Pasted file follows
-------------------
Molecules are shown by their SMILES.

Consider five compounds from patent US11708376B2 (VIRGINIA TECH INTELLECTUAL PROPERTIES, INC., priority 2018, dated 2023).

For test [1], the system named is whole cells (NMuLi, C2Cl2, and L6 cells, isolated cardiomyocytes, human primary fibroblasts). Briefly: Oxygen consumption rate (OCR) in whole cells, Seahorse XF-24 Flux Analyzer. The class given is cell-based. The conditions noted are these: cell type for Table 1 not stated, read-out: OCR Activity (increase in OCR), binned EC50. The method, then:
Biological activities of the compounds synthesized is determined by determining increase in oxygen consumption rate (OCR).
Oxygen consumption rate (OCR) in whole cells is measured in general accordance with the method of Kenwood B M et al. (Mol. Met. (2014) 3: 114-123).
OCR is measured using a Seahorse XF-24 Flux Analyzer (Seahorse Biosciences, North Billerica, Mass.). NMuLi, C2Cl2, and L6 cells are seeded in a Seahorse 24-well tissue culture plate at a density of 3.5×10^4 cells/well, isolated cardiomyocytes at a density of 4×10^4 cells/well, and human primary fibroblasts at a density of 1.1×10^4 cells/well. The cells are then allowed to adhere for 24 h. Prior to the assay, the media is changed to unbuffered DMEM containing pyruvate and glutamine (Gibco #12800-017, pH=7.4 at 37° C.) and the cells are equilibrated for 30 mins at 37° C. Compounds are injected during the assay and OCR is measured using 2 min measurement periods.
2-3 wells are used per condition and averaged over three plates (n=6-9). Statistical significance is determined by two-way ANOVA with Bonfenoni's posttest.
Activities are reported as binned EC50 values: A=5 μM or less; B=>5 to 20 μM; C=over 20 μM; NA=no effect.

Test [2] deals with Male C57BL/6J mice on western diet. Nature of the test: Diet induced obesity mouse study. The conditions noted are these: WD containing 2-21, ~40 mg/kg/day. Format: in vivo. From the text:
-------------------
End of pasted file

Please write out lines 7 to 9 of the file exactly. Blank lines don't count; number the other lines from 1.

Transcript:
2-3 wells are used per condition and averaged over three plates (n=6-9). Statistical significance is determined by two-way ANOVA with Bonfenoni's posttest.
Activities are reported as binned EC50 values: A=5 μM or less; B=>5 to 20 μM; C=over 20 μM; NA=no effect.

Test [2] deals with Male C57BL/6J mice on western diet. Nature of the test: Diet induced obesity mouse study. The conditions noted are these: WD containing 2-21, ~40 mg/kg/day. Format: in vivo. From the text: